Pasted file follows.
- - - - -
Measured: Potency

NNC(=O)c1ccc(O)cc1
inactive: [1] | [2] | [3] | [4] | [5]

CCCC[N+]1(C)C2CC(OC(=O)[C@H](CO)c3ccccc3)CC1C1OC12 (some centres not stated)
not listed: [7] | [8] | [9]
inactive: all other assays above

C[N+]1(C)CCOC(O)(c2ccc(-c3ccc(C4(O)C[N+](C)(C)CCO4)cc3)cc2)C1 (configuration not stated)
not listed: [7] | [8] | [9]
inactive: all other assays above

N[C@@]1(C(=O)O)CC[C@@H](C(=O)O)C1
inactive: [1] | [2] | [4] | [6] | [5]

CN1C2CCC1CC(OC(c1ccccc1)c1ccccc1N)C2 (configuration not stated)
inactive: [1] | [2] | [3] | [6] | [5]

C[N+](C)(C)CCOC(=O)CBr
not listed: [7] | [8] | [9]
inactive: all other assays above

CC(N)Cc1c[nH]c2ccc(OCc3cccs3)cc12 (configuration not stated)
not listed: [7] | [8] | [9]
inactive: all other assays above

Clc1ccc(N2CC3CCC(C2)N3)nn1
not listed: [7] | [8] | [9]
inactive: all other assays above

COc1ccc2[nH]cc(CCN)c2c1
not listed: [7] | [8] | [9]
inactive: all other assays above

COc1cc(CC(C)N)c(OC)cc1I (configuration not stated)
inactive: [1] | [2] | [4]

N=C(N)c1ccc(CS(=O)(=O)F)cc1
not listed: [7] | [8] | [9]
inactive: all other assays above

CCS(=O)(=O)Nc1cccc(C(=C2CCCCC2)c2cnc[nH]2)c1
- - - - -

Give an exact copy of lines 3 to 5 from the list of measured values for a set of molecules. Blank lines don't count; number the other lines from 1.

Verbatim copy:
inactive: [1] | [2] | [3] | [4] | [5]

CCCC[N+]1(C)C2CC(OC(=O)[C@H](CO)c3ccccc3)CC1C1OC12 (some centres not stated)
not listed: [7] | [8] | [9]